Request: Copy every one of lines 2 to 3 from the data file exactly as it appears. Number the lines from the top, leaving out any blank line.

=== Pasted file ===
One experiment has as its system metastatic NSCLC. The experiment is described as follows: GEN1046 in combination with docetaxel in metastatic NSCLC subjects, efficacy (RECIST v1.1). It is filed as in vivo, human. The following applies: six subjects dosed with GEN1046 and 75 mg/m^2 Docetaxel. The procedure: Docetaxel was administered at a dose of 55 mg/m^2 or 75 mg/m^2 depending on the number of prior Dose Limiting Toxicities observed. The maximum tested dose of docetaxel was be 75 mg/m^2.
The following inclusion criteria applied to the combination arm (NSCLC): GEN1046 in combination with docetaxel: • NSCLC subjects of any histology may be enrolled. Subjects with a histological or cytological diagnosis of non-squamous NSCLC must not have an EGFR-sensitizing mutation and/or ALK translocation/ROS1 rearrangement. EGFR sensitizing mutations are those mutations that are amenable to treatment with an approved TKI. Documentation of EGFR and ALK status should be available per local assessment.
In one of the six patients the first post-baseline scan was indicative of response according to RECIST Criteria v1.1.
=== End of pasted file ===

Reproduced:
The following inclusion criteria applied to the combination arm (NSCLC): GEN1046 in combination with docetaxel: • NSCLC subjects of any histology may be enrolled. Subjects with a histological or cytological diagnosis of non-squamous NSCLC must not have an EGFR-sensitizing mutation and/or ALK translocation/ROS1 rearrangement. EGFR sensitizing mutations are those mutations that are amenable to treatment with an approved TKI. Documentation of EGFR and ALK status should be available per local assessment.
In one of the six patients the first post-baseline scan was indicative of response according to RECIST Criteria v1.1.